As teams row into the second half of the race, their thoughts are turning to the finish.  A few days ago we started talking about the arrivals in Hawaii and it has been great to hear from so many friends and family who are planning on coming to the islands to welcome the teams. If you are planning on visiting Honolulu for an arrival, or two, please contact us at media@greatpacificrace.com and let us know when you’re arriving and which team you will be supporting.

After a month at sea we can now begin to look back a little at how the race has unfolded. Today we’re checking in with Uniting Nations, the foursome from France, USA, Iceland and Brazil. This team were self-selected with the goal of breaking the existing Guinness World Record set by a team of the same name, two years ago.  The only returning member of  the 2014 Team Uniting Nations is the boat: Danielle built by SeaSabre.  All other members of the crew have changed although the international vibe of the crew remains.  The record set by the 2014 crew currently stands at 43 days 5 hours and 30 minutes.

After just 5 days at sea, Uniting Nations had pulled a staggering 35 nautical miles ahead of the record. By day 10, they had extended this lead to to an impressive 116 NM! Despite pace dipping slightly over the subsequent 15 days, reducing their lead at times to as little as 80NM, they have since stretched out their advantage once again. The team are now more than 100 nautical miles ahead of the World Record pace.

However, the team is not invincible and both Moana Uli and Team Ocean Hearts have on occasion, found a way to take a nibble out of the lead that Uniting Nations have built up. Their lead over the fleet is seriously impressive. It would surely take more than a nibble for anyone to catch Uniting Nations at this stage – wouldn’t it?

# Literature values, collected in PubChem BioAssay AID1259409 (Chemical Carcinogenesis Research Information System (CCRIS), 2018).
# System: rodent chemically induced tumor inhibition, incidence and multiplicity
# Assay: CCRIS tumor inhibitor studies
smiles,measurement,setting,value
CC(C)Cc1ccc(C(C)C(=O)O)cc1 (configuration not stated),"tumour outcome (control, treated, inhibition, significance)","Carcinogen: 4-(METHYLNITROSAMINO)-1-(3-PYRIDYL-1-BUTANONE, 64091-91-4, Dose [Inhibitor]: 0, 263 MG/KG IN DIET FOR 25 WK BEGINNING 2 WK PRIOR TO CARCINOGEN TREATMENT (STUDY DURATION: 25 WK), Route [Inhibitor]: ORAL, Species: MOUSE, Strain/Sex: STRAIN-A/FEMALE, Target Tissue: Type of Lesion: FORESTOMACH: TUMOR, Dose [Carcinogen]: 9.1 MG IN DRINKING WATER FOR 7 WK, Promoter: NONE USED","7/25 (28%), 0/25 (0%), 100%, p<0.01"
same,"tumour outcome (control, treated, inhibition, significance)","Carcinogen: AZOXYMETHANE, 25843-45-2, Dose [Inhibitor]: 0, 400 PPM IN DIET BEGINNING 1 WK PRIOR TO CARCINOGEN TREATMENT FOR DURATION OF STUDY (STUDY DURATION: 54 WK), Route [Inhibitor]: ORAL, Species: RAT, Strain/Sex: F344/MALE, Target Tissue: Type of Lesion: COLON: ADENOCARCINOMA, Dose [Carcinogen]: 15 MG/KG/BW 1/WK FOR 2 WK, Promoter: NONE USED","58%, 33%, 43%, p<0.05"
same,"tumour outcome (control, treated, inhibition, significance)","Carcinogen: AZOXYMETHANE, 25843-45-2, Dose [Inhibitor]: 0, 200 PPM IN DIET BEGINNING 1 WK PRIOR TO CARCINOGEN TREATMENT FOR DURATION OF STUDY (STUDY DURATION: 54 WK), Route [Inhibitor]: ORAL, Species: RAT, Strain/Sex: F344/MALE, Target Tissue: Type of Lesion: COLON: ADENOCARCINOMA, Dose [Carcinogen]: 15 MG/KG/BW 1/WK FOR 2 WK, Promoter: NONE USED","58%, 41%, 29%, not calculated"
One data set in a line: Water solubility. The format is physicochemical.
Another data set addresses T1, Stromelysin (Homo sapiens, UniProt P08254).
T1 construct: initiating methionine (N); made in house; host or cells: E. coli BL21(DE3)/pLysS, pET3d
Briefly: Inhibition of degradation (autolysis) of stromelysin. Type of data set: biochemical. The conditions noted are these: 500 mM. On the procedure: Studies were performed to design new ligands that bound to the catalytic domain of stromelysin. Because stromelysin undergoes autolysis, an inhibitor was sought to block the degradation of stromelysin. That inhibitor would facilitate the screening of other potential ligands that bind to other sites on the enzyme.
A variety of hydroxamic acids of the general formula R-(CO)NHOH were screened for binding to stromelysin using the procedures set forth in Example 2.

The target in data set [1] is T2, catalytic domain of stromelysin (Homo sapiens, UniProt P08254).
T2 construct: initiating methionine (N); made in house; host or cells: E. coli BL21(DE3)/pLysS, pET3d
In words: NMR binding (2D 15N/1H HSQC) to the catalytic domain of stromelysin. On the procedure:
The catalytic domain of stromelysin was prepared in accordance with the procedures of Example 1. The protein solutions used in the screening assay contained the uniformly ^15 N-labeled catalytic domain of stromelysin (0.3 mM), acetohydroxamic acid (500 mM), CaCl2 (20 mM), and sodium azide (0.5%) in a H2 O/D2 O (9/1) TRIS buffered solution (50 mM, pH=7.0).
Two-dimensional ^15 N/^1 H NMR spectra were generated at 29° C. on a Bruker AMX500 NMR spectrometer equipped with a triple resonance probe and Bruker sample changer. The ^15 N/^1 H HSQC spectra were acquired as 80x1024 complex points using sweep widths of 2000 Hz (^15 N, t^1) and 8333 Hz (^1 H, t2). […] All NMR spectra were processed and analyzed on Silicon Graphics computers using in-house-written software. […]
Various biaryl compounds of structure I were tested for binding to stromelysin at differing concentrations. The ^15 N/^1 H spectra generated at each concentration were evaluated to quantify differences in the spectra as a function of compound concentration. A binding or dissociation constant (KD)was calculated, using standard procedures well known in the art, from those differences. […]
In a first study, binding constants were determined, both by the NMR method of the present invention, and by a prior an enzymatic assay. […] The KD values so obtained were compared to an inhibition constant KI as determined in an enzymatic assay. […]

MEANWHILE, back on shore …

Today we take a moment to catch up with one of our 2016 crew who was not able to complete the row. Raf Schildersman from team Endurance Limits, was unfortunately unable to complete his row across the Pacific. However, Raf has decided to keep rowing, only this time on land.

Raf is from Belgium and he decided to come up to the Bay Area and “row” the Bay Trail on a Rowbike, (www.rowbike.com). He’s using the Bay Trail maps to plan his trek. He started in Hayward on the first day and rode 16 miles to the Tidewater Boating Center in Oakland. He has been to the Port of Oakland Harbor, down to Fremont, around to San Jose and today he will be crossing the Golden Gate Bridge! You can follow him and learn more about his adventures at Endurance Limits Belgium.

GREAT PACIFIC RACE STANDINGS as of 4:00 pm PDT today
1 Uniting Nations: ROWING – 626 NM to finish, Rowed 1659 NM
2 Team Ocean Hearts: ROWING – 817 NM to finish, Rowed 1570 NM
3 Moana Uli: ROWING – 964 NM to finish, Rowed 1348 NM
4 Row Aloha: ROWING – 1142 NM to finish, Rowed 1237 NM
5 Sons of the Pacific: ROWING – 1217 NM to finish, Rowed 1144 NM
6 Fight the Kraken: ROWING – 1232 NM to finish, Rowed 1132 NM
Endurance Limits: RETIRED – Rowed 241 NM
Endurance Limits USA: RETIRED – Rowed 207 NM